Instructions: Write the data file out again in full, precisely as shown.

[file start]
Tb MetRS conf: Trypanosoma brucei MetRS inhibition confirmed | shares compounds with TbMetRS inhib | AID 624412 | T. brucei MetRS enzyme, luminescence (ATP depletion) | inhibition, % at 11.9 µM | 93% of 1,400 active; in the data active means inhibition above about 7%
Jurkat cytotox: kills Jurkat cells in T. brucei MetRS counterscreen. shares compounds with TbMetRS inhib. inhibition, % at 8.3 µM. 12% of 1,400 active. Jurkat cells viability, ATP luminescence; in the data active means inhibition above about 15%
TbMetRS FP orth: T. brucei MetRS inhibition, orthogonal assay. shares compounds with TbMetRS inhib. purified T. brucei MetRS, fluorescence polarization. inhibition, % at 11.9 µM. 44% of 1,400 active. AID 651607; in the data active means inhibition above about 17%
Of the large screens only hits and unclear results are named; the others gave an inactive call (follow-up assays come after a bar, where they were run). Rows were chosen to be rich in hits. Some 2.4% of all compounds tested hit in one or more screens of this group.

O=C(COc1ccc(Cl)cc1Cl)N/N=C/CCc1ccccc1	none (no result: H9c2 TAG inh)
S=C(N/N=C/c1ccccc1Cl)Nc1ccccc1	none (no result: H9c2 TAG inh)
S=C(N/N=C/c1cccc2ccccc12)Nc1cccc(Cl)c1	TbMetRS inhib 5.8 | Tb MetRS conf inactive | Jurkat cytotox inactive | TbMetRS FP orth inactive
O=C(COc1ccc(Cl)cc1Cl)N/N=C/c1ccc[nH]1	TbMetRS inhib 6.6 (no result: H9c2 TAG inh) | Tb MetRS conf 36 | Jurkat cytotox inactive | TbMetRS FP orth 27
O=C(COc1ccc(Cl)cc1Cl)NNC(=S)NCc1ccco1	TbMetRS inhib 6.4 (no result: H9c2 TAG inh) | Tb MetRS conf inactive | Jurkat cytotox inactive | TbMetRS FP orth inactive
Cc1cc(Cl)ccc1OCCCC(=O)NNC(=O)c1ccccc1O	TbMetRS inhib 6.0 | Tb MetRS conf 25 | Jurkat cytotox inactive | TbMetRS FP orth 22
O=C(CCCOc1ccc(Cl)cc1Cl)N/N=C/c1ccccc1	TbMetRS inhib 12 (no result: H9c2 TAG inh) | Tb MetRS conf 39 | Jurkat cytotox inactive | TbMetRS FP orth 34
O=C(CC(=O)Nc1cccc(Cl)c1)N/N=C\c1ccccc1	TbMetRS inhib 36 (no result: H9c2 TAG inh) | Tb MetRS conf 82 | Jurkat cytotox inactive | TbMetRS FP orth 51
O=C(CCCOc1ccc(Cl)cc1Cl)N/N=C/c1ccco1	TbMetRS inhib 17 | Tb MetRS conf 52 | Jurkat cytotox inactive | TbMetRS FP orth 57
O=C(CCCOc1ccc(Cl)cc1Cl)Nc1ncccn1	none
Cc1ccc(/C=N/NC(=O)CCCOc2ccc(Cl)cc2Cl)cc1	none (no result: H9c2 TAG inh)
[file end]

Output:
Tb MetRS conf: Trypanosoma brucei MetRS inhibition confirmed | shares compounds with TbMetRS inhib | AID 624412 | T. brucei MetRS enzyme, luminescence (ATP depletion) | inhibition, % at 11.9 µM | 93% of 1,400 active; in the data active means inhibition above about 7%
Jurkat cytotox: kills Jurkat cells in T. brucei MetRS counterscreen. shares compounds with TbMetRS inhib. inhibition, % at 8.3 µM. 12% of 1,400 active. Jurkat cells viability, ATP luminescence; in the data active means inhibition above about 15%
TbMetRS FP orth: T. brucei MetRS inhibition, orthogonal assay. shares compounds with TbMetRS inhib. purified T. brucei MetRS, fluorescence polarization. inhibition, % at 11.9 µM. 44% of 1,400 active. AID 651607; in the data active means inhibition above about 17%
Of the large screens only hits and unclear results are named; the others gave an inactive call (follow-up assays come after a bar, where they were run). Rows were chosen to be rich in hits. Some 2.4% of all compounds tested hit in one or more screens of this group.

O=C(COc1ccc(Cl)cc1Cl)N/N=C/CCc1ccccc1	none (no result: H9c2 TAG inh)
S=C(N/N=C/c1ccccc1Cl)Nc1ccccc1	none (no result: H9c2 TAG inh)
S=C(N/N=C/c1cccc2ccccc12)Nc1cccc(Cl)c1	TbMetRS inhib 5.8 | Tb MetRS conf inactive | Jurkat cytotox inactive | TbMetRS FP orth inactive
O=C(COc1ccc(Cl)cc1Cl)N/N=C/c1ccc[nH]1	TbMetRS inhib 6.6 (no result: H9c2 TAG inh) | Tb MetRS conf 36 | Jurkat cytotox inactive | TbMetRS FP orth 27
O=C(COc1ccc(Cl)cc1Cl)NNC(=S)NCc1ccco1	TbMetRS inhib 6.4 (no result: H9c2 TAG inh) | Tb MetRS conf inactive | Jurkat cytotox inactive | TbMetRS FP orth inactive
Cc1cc(Cl)ccc1OCCCC(=O)NNC(=O)c1ccccc1O	TbMetRS inhib 6.0 | Tb MetRS conf 25 | Jurkat cytotox inactive | TbMetRS FP orth 22
O=C(CCCOc1ccc(Cl)cc1Cl)N/N=C/c1ccccc1	TbMetRS inhib 12 (no result: H9c2 TAG inh) | Tb MetRS conf 39 | Jurkat cytotox inactive | TbMetRS FP orth 34
O=C(CC(=O)Nc1cccc(Cl)c1)N/N=C\c1ccccc1	TbMetRS inhib 36 (no result: H9c2 TAG inh) | Tb MetRS conf 82 | Jurkat cytotox inactive | TbMetRS FP orth 51
O=C(CCCOc1ccc(Cl)cc1Cl)N/N=C/c1ccco1	TbMetRS inhib 17 | Tb MetRS conf 52 | Jurkat cytotox inactive | TbMetRS FP orth 57
O=C(CCCOc1ccc(Cl)cc1Cl)Nc1ncccn1	none
Cc1ccc(/C=N/NC(=O)CCCOc2ccc(Cl)cc2Cl)cc1	none (no result: H9c2 TAG inh)